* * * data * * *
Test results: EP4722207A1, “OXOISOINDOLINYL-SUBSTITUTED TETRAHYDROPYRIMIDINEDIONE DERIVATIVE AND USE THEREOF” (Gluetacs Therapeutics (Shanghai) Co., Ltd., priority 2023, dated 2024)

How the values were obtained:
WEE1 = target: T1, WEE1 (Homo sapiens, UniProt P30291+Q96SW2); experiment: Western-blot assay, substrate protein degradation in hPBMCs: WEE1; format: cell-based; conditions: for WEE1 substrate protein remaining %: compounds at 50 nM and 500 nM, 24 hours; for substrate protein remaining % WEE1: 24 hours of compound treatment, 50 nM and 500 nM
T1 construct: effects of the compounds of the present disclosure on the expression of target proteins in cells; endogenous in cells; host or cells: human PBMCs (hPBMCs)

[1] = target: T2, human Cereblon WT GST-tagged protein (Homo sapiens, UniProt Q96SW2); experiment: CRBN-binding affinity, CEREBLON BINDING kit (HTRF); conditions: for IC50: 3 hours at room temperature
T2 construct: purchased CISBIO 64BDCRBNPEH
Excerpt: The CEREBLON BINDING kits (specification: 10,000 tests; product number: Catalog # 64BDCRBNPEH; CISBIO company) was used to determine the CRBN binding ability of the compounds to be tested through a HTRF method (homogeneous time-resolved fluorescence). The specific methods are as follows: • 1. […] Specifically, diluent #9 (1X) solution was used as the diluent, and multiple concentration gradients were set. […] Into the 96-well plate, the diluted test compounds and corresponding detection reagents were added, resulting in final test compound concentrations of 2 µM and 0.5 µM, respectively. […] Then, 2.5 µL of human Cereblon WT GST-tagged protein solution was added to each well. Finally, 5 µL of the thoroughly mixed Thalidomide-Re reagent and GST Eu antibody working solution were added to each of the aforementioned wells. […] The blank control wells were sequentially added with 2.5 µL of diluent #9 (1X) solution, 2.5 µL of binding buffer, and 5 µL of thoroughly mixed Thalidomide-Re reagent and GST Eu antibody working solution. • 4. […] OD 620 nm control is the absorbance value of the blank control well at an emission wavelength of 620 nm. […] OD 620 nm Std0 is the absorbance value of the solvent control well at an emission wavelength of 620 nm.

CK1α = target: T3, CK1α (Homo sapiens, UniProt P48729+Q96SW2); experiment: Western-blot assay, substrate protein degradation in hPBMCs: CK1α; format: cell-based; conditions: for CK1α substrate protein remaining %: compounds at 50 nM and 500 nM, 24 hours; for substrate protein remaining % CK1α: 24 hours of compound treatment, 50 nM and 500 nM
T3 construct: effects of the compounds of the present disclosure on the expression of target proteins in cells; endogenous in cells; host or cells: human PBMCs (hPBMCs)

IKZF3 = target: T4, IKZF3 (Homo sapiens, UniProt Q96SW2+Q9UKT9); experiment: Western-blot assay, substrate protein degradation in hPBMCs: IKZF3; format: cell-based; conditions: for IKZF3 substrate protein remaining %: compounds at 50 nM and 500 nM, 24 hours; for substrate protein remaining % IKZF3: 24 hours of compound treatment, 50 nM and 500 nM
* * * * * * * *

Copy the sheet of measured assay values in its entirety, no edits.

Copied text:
Test results: EP4722207A1, “OXOISOINDOLINYL-SUBSTITUTED TETRAHYDROPYRIMIDINEDIONE DERIVATIVE AND USE THEREOF” (Gluetacs Therapeutics (Shanghai) Co., Ltd., priority 2023, dated 2024)

How the values were obtained:
WEE1 = target: T1, WEE1 (Homo sapiens, UniProt P30291+Q96SW2); experiment: Western-blot assay, substrate protein degradation in hPBMCs: WEE1; format: cell-based; conditions: for WEE1 substrate protein remaining %: compounds at 50 nM and 500 nM, 24 hours; for substrate protein remaining % WEE1: 24 hours of compound treatment, 50 nM and 500 nM
T1 construct: effects of the compounds of the present disclosure on the expression of target proteins in cells; endogenous in cells; host or cells: human PBMCs (hPBMCs)

[1] = target: T2, human Cereblon WT GST-tagged protein (Homo sapiens, UniProt Q96SW2); experiment: CRBN-binding affinity, CEREBLON BINDING kit (HTRF); conditions: for IC50: 3 hours at room temperature
T2 construct: purchased CISBIO 64BDCRBNPEH
Excerpt: The CEREBLON BINDING kits (specification: 10,000 tests; product number: Catalog # 64BDCRBNPEH; CISBIO company) was used to determine the CRBN binding ability of the compounds to be tested through a HTRF method (homogeneous time-resolved fluorescence). The specific methods are as follows: • 1. […] Specifically, diluent #9 (1X) solution was used as the diluent, and multiple concentration gradients were set. […] Into the 96-well plate, the diluted test compounds and corresponding detection reagents were added, resulting in final test compound concentrations of 2 µM and 0.5 µM, respectively. […] Then, 2.5 µL of human Cereblon WT GST-tagged protein solution was added to each well. Finally, 5 µL of the thoroughly mixed Thalidomide-Re reagent and GST Eu antibody working solution were added to each of the aforementioned wells. […] The blank control wells were sequentially added with 2.5 µL of diluent #9 (1X) solution, 2.5 µL of binding buffer, and 5 µL of thoroughly mixed Thalidomide-Re reagent and GST Eu antibody working solution. • 4. […] OD 620 nm control is the absorbance value of the blank control well at an emission wavelength of 620 nm. […] OD 620 nm Std0 is the absorbance value of the solvent control well at an emission wavelength of 620 nm.

CK1α = target: T3, CK1α (Homo sapiens, UniProt P48729+Q96SW2); experiment: Western-blot assay, substrate protein degradation in hPBMCs: CK1α; format: cell-based; conditions: for CK1α substrate protein remaining %: compounds at 50 nM and 500 nM, 24 hours; for substrate protein remaining % CK1α: 24 hours of compound treatment, 50 nM and 500 nM
T3 construct: effects of the compounds of the present disclosure on the expression of target proteins in cells; endogenous in cells; host or cells: human PBMCs (hPBMCs)

IKZF3 = target: T4, IKZF3 (Homo sapiens, UniProt Q96SW2+Q9UKT9); experiment: Western-blot assay, substrate protein degradation in hPBMCs: IKZF3; format: cell-based; conditions: for IKZF3 substrate protein remaining %: compounds at 50 nM and 500 nM, 24 hours; for substrate protein remaining % IKZF3: 24 hours of compound treatment, 50 nM and 500 nM